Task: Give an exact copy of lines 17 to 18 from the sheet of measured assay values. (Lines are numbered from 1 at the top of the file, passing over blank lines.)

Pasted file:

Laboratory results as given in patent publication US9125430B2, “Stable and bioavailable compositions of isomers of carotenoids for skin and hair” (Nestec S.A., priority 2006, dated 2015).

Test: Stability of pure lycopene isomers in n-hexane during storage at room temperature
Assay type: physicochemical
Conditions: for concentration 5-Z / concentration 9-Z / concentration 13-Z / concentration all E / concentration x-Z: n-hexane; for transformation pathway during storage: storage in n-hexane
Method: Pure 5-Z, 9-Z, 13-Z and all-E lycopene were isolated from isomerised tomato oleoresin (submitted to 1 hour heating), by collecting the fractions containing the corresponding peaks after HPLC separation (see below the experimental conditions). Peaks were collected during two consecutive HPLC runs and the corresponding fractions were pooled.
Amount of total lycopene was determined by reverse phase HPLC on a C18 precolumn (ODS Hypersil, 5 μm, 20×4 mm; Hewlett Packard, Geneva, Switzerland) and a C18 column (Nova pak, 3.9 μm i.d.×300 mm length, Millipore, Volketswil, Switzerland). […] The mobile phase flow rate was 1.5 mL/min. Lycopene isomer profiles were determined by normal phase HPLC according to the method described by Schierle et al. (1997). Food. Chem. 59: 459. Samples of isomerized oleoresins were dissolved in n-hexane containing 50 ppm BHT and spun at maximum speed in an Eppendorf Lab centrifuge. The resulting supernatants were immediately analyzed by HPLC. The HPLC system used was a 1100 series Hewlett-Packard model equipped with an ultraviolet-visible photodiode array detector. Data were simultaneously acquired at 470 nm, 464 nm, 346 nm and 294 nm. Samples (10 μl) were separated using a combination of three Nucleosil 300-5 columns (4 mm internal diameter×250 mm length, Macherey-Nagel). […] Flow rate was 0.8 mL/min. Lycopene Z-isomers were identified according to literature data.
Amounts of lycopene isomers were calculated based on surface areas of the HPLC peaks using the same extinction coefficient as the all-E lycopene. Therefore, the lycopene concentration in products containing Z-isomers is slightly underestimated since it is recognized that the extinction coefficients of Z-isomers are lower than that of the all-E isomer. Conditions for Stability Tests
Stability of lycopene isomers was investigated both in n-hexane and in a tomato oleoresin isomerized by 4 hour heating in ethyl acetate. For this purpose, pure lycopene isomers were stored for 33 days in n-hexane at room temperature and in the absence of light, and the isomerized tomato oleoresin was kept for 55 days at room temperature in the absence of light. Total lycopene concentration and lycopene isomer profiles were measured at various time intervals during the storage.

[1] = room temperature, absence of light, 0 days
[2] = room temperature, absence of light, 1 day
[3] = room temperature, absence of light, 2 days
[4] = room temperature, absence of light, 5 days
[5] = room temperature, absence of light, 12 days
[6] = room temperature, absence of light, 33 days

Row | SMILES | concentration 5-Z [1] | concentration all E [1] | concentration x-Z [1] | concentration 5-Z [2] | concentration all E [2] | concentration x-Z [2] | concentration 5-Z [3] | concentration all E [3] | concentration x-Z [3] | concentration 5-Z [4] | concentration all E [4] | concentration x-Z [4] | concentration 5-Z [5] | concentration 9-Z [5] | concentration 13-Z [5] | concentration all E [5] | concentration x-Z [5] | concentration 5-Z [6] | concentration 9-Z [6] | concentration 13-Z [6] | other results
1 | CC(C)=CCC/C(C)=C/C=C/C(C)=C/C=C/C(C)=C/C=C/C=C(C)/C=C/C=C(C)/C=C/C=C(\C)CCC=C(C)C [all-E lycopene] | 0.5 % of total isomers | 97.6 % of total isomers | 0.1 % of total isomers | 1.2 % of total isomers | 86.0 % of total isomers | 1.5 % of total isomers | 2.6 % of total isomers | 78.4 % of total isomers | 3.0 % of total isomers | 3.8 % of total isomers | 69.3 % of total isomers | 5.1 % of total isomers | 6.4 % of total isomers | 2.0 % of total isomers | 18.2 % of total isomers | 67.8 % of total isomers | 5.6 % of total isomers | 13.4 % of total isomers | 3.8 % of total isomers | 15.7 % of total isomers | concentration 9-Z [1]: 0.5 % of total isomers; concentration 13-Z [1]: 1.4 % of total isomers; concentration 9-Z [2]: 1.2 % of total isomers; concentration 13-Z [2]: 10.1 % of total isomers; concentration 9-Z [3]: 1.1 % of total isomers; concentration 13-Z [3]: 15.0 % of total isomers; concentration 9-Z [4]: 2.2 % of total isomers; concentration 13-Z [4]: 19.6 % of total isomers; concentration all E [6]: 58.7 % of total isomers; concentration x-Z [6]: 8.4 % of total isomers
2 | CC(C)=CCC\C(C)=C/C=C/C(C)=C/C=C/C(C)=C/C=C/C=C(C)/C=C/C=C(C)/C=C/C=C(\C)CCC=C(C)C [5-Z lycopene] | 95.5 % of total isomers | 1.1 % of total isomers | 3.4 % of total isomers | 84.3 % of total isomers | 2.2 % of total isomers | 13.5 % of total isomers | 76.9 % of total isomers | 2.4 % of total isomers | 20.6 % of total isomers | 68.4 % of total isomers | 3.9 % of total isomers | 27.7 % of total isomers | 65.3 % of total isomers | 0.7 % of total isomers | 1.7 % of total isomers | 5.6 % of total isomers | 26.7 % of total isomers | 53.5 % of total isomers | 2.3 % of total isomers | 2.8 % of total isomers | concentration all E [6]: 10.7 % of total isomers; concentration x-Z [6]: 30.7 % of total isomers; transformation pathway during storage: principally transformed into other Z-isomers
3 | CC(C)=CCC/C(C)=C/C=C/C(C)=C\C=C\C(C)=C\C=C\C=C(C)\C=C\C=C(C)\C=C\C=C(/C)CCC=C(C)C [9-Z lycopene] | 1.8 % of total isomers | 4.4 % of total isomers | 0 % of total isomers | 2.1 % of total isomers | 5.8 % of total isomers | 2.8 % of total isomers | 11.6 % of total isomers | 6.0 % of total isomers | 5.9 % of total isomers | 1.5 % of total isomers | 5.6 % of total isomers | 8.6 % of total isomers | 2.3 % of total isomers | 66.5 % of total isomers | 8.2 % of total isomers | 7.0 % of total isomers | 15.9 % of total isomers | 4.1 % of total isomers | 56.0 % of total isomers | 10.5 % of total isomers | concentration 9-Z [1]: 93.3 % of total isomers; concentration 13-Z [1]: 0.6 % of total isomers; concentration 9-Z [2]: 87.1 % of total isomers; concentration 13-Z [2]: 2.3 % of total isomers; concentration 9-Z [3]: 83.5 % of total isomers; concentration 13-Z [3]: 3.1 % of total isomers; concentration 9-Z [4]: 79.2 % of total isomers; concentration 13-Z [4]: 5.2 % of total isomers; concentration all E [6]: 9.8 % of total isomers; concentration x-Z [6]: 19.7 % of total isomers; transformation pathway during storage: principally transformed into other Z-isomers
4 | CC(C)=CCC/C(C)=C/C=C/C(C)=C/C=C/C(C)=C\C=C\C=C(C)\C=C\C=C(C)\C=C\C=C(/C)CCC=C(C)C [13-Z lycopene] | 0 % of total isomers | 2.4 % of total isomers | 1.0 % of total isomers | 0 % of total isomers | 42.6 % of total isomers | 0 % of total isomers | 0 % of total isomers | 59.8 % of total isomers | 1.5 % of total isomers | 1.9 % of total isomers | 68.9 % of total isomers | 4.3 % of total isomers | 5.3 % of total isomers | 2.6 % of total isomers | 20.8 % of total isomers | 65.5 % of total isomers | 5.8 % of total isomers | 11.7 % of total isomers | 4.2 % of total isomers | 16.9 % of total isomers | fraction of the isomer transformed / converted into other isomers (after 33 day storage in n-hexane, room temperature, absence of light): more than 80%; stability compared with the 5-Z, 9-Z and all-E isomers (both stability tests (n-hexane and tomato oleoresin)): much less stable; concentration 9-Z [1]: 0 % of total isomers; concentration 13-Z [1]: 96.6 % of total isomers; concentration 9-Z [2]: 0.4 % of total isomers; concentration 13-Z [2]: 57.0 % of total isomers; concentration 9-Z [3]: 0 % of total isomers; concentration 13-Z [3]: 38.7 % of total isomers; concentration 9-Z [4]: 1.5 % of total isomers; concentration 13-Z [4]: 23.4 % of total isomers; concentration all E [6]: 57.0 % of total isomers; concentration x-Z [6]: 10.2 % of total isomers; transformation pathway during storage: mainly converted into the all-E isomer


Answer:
2 | CC(C)=CCC\C(C)=C/C=C/C(C)=C/C=C/C(C)=C/C=C/C=C(C)/C=C/C=C(C)/C=C/C=C(\C)CCC=C(C)C [5-Z lycopene] | 95.5 % of total isomers | 1.1 % of total isomers | 3.4 % of total isomers | 84.3 % of total isomers | 2.2 % of total isomers | 13.5 % of total isomers | 76.9 % of total isomers | 2.4 % of total isomers | 20.6 % of total isomers | 68.4 % of total isomers | 3.9 % of total isomers | 27.7 % of total isomers | 65.3 % of total isomers | 0.7 % of total isomers | 1.7 % of total isomers | 5.6 % of total isomers | 26.7 % of total isomers | 53.5 % of total isomers | 2.3 % of total isomers | 2.8 % of total isomers | concentration all E [6]: 10.7 % of total isomers; concentration x-Z [6]: 30.7 % of total isomers; transformation pathway during storage: principally transformed into other Z-isomers
3 | CC(C)=CCC/C(C)=C/C=C/C(C)=C\C=C\C(C)=C\C=C\C=C(C)\C=C\C=C(C)\C=C\C=C(/C)CCC=C(C)C [9-Z lycopene] | 1.8 % of total isomers | 4.4 % of total isomers | 0 % of total isomers | 2.1 % of total isomers | 5.8 % of total isomers | 2.8 % of total isomers | 11.6 % of total isomers | 6.0 % of total isomers | 5.9 % of total isomers | 1.5 % of total isomers | 5.6 % of total isomers | 8.6 % of total isomers | 2.3 % of total isomers | 66.5 % of total isomers | 8.2 % of total isomers | 7.0 % of total isomers | 15.9 % of total isomers | 4.1 % of total isomers | 56.0 % of total isomers | 10.5 % of total isomers | concentration 9-Z [1]: 93.3 % of total isomers; concentration 13-Z [1]: 0.6 % of total isomers; concentration 9-Z [2]: 87.1 % of total isomers; concentration 13-Z [2]: 2.3 % of total isomers; concentration 9-Z [3]: 83.5 % of total isomers; concentration 13-Z [3]: 3.1 % of total isomers; concentration 9-Z [4]: 79.2 % of total isomers; concentration 13-Z [4]: 5.2 % of total isomers; concentration all E [6]: 9.8 % of total isomers; concentration x-Z [6]: 19.7 % of total isomers; transformation pathway during storage: principally transformed into other Z-isomers